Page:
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Cultures of Yesterday

Chief White Bull: 1849 – 1947. He was the nephew of Sitting Bull and participated in the Battle of the Little Big Horn. Some believe he killed Custer. Prior to becoming a combatant against Custer, White Bull was already an accomplished fighter. He had taken part in at least 20 battles, against the US Army and other tribes. White Bull was shot on two occasions, in addition to other injuries received in battle, he also underwent the torturous Sun Dance more than once.

David Humphreys Miller sketching "One Bull" Sitting Bull's Adoptive Son. Sitting Bull adopted "One Bull at the Age of Three after one of his son's died"

Toos-day-zay, Chiricahua Apache woman, wife of Cochise, and mother of Chief Natches (Nai-chi-ti, Natchez) Photo taken 1884.

Rare photo of Washakie. He led the Shoshone scouts under Gen. Crook at the Battle of the Rosebud, personally saving the life of Capt. Guy Henry in the middle of the battle. He was almost 80 at the time.

Papers-etc Betsy Thunder, HoChunk medicine woman, Wisconsin, 1913. From a wonderful book Women's Wisconsin, which talks about female farmers, chiefs, medicine women, etc. In the 1700s the primary chief was a woman, Hopoekaw, who guided the HoChunk through the French colonization of Wisconsin and the later American intrusion. American souces describe her as a "queen" or as a "distinguished" woman, "very ancient," and "invested with the supreme authority." Suppressed Histories Archives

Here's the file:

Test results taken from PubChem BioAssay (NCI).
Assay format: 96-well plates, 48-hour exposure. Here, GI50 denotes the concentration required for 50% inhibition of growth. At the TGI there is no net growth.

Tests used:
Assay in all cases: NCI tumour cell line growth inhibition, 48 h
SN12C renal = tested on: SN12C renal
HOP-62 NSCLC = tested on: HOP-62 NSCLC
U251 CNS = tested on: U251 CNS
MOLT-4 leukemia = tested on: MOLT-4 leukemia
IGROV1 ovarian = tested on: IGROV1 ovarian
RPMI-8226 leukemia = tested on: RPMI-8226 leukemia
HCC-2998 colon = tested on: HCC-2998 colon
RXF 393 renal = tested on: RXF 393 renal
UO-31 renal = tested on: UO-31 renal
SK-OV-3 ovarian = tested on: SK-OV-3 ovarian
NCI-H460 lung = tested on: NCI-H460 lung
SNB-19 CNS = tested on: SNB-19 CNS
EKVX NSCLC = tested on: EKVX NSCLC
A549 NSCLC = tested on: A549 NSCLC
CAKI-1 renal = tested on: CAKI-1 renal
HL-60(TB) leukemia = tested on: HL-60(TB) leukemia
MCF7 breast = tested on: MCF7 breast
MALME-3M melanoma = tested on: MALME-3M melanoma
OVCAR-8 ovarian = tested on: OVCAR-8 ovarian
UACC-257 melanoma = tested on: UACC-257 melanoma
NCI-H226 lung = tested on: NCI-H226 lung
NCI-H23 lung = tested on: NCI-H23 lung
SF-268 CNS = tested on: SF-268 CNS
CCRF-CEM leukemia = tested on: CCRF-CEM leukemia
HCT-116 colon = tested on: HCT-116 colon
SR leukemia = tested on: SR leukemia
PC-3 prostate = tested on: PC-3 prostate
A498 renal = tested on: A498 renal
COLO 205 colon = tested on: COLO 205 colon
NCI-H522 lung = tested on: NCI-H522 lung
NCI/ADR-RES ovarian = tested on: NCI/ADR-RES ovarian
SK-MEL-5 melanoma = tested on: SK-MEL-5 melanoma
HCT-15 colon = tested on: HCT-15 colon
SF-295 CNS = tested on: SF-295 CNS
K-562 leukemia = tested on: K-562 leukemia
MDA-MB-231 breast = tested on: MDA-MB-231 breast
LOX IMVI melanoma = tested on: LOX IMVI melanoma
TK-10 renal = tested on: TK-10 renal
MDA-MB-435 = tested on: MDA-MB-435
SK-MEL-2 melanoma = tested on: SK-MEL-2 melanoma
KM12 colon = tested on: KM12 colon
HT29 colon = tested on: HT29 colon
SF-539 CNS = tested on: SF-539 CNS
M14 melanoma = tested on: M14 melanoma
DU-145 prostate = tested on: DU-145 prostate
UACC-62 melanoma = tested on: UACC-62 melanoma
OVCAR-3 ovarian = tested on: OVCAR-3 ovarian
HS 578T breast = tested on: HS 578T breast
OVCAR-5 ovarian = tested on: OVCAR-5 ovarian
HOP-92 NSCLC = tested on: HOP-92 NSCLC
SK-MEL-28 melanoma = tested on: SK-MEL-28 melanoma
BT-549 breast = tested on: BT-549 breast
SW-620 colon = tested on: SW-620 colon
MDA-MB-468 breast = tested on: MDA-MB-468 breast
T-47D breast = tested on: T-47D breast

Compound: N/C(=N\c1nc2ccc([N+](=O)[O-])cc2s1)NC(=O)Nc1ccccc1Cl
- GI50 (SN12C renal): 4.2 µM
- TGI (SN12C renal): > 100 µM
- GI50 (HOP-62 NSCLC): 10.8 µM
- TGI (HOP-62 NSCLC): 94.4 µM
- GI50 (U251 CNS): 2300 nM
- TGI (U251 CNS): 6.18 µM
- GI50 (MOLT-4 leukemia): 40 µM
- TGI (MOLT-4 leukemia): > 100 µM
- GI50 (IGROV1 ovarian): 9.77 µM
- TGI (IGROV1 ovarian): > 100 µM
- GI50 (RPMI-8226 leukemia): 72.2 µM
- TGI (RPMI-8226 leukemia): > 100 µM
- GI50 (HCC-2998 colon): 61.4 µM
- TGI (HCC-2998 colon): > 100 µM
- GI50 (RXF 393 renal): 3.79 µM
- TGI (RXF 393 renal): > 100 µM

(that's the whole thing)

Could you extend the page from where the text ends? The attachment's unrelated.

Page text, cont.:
* Hollow Horn Bear ~Tribe: Brule Dakota Born in Sheridan Country, Nebraska, son of Chief Iron Shell, Hollow Horn Bear earned his early fame as a warrior. He fought with the leading chiefs of the Plains against subjugation until the 1870s; after that, he favored peace with the whites. His likeness appeared on a fourteen-cent stamp as well as on a five-dollar bill ~ Artist by: steeelll *

Tearing Lodge and Wife ~ Piegan indians.